Rwandan culture can be experienced in a lot of different things for example the food, their cultural dance which is the most anticipated, their way of dressing, everyday lifestyle and their traditional marriages. When you decide to take a
some of the things that you will learn from the tour include preparing good local food, enjoying some story telling around a fire, how to use the rudimentary tools that they have in their homes, join in the gardening and also learn a few dialects for easy communication.
One of the best ways in which you can get to experience the real and true culture of the Rwandan people is by visiting the locals in the villages scattered across the country and that is how we come into play, organizing them for you so that you get an experience you will never forget.
The Banda village is located within the Nyungwe forest National Park and one of the places where you will be able to have an exciting cultural experience. Located within the heart of the National park and surrounded by a dense vegetation, you will be welcomed by the locals with traditional singing and dancing and after that you will be given a tour around the village. There are a lot of things you can expect from the Banda village like basket weaving, getting to know the different trees that are used for medicinal purposes, sit around the fire and enjoy the dancing that is done by the locals at night and for all those who are lucky, you might get a glimpse on how the traditional marriages in the country are carried out.
Located a few hours away from the Butare town, the king’s palace is one of the places that you should visit for a cultural trip to the Rwanda. The palace is the right place for tourists to get to know all the past kings of Rwanda, see the royal regalia that was used by the kings that is the shields, spears, animal skin that was used to show bravery and locally made jewelry for the kings. You can take as many photos as you want and also sit on the throne meant for the kings where a chief will come and mock ordain you either as queen or king.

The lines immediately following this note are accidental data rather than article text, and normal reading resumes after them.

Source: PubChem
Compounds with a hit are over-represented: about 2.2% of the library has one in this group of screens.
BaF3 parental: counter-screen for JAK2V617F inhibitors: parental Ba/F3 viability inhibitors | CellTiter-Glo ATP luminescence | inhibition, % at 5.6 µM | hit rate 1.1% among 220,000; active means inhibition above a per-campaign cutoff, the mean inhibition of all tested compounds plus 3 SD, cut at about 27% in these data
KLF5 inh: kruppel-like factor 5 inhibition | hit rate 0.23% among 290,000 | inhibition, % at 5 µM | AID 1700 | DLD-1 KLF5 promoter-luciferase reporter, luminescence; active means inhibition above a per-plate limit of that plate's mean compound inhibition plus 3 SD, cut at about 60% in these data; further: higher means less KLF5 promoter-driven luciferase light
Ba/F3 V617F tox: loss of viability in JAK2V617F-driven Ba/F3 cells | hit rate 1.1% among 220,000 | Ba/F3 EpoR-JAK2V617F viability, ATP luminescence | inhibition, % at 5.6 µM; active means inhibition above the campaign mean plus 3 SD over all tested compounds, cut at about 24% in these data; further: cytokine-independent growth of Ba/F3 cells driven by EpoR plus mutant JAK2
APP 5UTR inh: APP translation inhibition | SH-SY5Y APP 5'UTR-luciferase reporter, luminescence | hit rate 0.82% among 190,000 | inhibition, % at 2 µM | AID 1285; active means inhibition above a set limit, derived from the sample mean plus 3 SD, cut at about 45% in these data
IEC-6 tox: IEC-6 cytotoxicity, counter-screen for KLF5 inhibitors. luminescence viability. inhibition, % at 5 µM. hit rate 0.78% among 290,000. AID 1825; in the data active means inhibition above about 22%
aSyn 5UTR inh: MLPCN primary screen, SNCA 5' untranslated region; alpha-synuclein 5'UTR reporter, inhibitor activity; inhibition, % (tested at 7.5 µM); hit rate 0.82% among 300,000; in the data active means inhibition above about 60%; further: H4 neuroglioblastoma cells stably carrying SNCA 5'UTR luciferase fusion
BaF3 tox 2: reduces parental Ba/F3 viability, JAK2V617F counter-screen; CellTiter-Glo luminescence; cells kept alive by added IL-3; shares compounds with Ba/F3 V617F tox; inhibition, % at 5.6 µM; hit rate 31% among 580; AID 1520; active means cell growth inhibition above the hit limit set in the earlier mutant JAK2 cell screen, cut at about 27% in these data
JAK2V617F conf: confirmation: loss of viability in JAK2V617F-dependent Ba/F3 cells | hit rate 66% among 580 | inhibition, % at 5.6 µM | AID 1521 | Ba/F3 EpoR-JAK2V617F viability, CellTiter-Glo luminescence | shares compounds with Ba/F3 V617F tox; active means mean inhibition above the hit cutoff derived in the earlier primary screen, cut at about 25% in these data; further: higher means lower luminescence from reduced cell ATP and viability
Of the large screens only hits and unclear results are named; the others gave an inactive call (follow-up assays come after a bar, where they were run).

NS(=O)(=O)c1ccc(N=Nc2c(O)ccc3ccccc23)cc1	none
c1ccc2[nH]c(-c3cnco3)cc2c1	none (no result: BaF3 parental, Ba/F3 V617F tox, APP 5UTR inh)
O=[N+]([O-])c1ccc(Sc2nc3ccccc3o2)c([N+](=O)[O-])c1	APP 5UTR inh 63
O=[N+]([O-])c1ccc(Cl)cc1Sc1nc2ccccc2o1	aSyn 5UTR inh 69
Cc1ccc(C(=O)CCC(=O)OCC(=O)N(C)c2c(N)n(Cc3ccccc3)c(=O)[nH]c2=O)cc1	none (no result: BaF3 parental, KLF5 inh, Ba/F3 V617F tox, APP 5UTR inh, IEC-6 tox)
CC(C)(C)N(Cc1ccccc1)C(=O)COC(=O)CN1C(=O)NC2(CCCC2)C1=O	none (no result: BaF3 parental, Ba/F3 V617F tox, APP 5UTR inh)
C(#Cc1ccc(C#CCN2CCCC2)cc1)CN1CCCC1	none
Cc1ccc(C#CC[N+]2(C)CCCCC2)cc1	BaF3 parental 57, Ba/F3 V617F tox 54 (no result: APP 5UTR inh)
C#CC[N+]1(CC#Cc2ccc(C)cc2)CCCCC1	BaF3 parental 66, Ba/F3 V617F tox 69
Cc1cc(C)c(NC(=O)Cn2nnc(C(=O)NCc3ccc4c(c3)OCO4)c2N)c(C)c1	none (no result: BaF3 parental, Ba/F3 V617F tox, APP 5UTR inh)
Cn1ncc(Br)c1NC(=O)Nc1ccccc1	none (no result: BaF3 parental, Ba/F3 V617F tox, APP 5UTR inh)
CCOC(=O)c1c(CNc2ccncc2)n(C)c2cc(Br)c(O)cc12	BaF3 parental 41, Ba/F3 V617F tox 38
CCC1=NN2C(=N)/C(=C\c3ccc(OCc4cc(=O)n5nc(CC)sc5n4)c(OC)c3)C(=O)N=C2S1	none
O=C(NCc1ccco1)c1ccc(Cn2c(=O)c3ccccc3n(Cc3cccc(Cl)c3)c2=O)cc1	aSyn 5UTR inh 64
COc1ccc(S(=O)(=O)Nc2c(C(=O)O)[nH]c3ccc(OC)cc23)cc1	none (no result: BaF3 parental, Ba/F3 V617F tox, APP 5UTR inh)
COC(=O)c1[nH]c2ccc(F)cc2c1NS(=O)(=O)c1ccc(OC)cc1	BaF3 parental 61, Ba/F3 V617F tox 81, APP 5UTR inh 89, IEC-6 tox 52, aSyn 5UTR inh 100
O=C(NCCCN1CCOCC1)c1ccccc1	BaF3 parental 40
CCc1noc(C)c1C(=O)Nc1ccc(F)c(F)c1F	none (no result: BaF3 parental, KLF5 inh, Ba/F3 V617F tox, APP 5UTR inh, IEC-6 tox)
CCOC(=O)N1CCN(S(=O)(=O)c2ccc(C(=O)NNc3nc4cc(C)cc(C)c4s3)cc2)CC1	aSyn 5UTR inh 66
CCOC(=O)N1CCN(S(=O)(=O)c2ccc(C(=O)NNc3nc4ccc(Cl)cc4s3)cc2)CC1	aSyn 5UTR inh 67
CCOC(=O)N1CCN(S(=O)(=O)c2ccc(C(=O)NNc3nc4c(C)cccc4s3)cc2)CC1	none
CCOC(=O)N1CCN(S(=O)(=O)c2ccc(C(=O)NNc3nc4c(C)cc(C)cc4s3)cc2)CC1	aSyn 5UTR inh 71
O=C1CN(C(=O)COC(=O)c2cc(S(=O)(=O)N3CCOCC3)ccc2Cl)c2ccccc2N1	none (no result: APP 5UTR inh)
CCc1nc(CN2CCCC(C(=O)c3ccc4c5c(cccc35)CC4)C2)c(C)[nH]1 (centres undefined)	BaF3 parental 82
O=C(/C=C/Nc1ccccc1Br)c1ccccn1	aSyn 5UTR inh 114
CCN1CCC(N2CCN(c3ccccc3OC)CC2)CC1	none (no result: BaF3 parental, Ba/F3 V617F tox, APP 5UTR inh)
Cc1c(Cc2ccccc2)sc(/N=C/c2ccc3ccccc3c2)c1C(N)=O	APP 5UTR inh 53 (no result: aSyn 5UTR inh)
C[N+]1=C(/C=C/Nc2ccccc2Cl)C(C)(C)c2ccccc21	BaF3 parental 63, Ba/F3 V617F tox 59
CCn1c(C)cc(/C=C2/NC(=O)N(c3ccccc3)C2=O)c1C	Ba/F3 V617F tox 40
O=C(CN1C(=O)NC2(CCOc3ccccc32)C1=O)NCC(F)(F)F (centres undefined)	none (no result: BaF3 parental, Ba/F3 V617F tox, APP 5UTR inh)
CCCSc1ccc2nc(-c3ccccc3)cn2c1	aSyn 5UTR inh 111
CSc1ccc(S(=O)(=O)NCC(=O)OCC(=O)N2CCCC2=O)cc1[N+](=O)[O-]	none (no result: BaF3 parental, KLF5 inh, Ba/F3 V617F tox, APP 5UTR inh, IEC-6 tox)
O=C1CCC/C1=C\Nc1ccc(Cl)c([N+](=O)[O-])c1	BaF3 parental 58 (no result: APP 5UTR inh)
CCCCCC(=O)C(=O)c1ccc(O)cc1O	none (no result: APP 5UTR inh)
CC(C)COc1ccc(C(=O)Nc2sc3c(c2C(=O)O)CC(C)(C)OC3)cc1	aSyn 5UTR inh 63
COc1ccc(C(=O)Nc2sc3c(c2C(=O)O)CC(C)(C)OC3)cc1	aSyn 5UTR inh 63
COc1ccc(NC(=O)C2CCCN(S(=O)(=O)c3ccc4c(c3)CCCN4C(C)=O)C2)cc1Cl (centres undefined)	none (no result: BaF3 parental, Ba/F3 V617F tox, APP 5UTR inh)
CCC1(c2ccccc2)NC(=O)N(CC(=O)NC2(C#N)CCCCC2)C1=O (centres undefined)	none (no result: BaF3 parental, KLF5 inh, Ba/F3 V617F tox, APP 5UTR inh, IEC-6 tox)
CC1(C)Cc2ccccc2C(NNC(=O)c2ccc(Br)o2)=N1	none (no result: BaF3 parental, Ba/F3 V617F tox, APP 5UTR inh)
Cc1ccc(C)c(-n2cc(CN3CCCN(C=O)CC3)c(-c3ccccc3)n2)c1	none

A trip to the Rwanda cannot be complete if you do not visit the Ibyiwacu village. It’s located in a small town that is just right outside the National park called Kinigi and it is a wonderful place to visit and just like in any other village around the country, you will be greatly welcomed by the locals who are always smiling and eager to welcome new people in their community. A tour to the Ibyiwacu village is a series of events that will keep you entertained from the time you arrive and all throughout your entire visit. Some of these events that make the cultural trip to Ibyiwacu village a unique one include:
While on your trip within the village, try to at least engage in the different activities done by the locals like cooking, fetching firewood, playing with the children and other household activities. The activities will bring you closer to the locals and you will learn more from them than anyone else about their culture.
The Kitabi cultural village is also found in the Nyungwe National Park but in the eastern side. Within the Kitabi village you will also find the king’s house and within it a throne which you are allowed to admire before joining in the different activities carried out in the village, get to learn how to weave baskets and other crafts. You can also spend the night in the village and get to listen to the different stories that are told by the elders around a fire while enjoying some local dishes.
You can also not talk about the culture of Rwanda without mentioning the genocide and the different Centres that showcase the genocide and how it affected the people of Rwanda and how they overcame it and how it affected them cultural wise and socially.
The Bugesera reconciliation village was set up as a Centre where tourists can easily see how the genocide was experienced in the whole country. It is located right outside the capital city of Rwanda Kigali and it was established by the government of Rwanda to create a place where the people who were affected by the genocide would live in harmony. During the genocide many people lost their lives and their properties and this did not discriminate between the Hutus and Tusti people. This is why when the country gained her peace, the reconciliation village was set up to be a home to both the Hutus and the Tusti where they have been living harmoniously ever since.